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Mobile 3D Scanning

Mobile 3D And The Future of ERP Software

Not only mobile technologies have witnessed rapid growth over the past few years, they also have given rise to a new trend, irreversibly transforming the way we live and do business. New mobile apps have already been integrated with various software products and devices, allowing people to control everything, from lights and locks around properties to complex manufacturing processes.

Unfortunately, all these deliver insufficient data to predict the innovations the third industrial revolution, already on the horizon, promise to bring along. Since new apps are continuously changing everything we know about the solutions we use, the future of ERP has become more unpredictable than ever before.

And Here Is the Proof

Smartphones currently replacing common devices, such as cameras and music players, are about to take over more important functions, promising to become indispensable tools in a series of industry sectors, including manufacturing and engineering.

Mobile 3D

One of these functions is mobile 3D scanning. Delivering a brand new technology, mobile 3D scanning apps enable Smartphones to capture objects and scenes, subsequently displaying them as 3D visual representations for further processing, such as measuring, editing and even 3D printing.

Though numerous 3D scanning solutions have been developed over time, the new technology aims to turn 3D scanning into a simple operation — similar to taking pictures with your Smartphone — that no longer requires dedicated hardware. Further, the latest 3D scanning apps are able to connect with phones’ graphics processing units, allowing users to check visual representations and perform calculations instantly. The ability to verify 3D models on the spot gives you the opportunity to identify any missing parts that must be scanned in order to get complete 3D representations of objects.

Applications of 3D Scanning Software

Primarily developed for industrial use, cutting-edge mobile 3D apps not only collect and process data to deliver 3D models, but also output information in a format that can be easily recognized by most software solutions. As a result, 3D technology can be used to:

  • Create customized products for different industry sectors, including machinery, healthcare and even fashion
  • Verify product quality by comparing manufactured products to 3D models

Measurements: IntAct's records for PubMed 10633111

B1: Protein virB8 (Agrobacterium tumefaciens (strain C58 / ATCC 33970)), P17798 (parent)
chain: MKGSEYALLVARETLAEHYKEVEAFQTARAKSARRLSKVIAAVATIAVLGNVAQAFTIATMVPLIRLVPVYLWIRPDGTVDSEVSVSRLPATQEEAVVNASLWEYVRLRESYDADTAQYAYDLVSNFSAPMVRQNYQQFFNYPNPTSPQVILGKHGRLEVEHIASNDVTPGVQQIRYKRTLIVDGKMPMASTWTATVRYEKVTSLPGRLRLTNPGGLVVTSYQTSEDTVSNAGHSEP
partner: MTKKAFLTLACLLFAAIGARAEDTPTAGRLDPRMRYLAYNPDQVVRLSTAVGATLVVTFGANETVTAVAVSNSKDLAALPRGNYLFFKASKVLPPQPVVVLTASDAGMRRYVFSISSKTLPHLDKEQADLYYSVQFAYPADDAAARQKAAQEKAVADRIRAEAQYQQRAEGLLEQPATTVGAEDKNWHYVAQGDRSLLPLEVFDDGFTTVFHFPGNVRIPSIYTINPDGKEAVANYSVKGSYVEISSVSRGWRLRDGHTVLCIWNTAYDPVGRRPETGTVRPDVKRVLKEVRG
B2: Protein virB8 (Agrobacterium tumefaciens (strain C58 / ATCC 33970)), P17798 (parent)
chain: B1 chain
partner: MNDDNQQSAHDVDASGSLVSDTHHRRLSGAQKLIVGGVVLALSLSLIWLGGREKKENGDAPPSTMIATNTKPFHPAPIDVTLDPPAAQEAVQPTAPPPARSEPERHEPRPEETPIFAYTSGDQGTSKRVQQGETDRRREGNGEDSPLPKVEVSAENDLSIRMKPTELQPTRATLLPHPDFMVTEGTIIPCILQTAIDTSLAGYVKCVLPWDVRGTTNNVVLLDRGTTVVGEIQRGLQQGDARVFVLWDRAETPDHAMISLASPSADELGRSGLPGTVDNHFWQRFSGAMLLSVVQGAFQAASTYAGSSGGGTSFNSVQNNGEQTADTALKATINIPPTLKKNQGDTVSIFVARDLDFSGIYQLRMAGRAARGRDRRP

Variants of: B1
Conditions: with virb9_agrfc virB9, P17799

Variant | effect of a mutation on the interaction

• Scan buildings and create accurate 3D visual representations for the construction industry
  • Develop CAD models of different parts to update existing products or make new ones

Since the most common uses of 3D scanning include reverse engineering, digital archiving and 3D printing, it’s expected to have a significant impact on the future of ERP.

Is the Future of ERP at Stake?  

Although many ERP users may think that 3D technologies endanger the future of ERP, industry experts explain that new solutions are being constantly developed to extend the capabilities of existing ERP systems.

For instance, a mobile 3D scanning app installed on your Smartphone can be used to obtain a comprehensive 3D visual representation of an older item. Then, you can use your ERP solution not only to access the 3D model saved on your Smartphone, but also to make various changes, such as adding or removing elements and modifying physical dimensions. As soon as you finalize the 3D model, you can connect the same ERP system to a 3D printer and create your first prototype.

The advantage? In comparison to traditional methods of creating prototypes, which use subtractive processes, removing material and producing waste, 3D printers create products by using only the material required to build the items. What does it mean to a manufacturer? Zero waste, lower costs and greater profits.

If the new product is worth the investment, you can use the same ERP system to calculate costs based on different materials, assign specific tasks to employees according to their roles and capabilities, create multiple projects and choose the most advantageous one, and even schedule production.

By combining a reliable ERP system with the right 3D scanning apps and 3D printer, the cost and time of designing and prototyping in manufacturing can be reduced to minimum. Hopefully, 3D scanning and printing will soon help manufacturers produce large amounts of standardized products not just prototypes. This will have a tremendous impact on the future of ERP, encouraging the demand for new ERP solutions, on one side, and further development, on the other.